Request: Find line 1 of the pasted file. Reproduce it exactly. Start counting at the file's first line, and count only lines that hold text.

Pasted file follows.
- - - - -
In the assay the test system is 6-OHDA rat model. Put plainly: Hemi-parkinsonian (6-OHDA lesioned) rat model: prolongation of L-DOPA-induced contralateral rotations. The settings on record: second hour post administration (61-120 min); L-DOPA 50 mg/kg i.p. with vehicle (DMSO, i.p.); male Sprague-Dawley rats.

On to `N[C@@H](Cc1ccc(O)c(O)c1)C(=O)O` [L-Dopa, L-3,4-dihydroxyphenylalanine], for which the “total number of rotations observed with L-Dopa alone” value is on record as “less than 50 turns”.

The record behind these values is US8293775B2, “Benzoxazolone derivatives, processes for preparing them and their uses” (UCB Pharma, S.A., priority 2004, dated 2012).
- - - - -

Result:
In the assay the test system is 6-OHDA rat model. Put plainly: Hemi-parkinsonian (6-OHDA lesioned) rat model: prolongation of L-DOPA-induced contralateral rotations. The settings on record: second hour post administration (61-120 min); L-DOPA 50 mg/kg i.p. with vehicle (DMSO, i.p.); male Sprague-Dawley rats.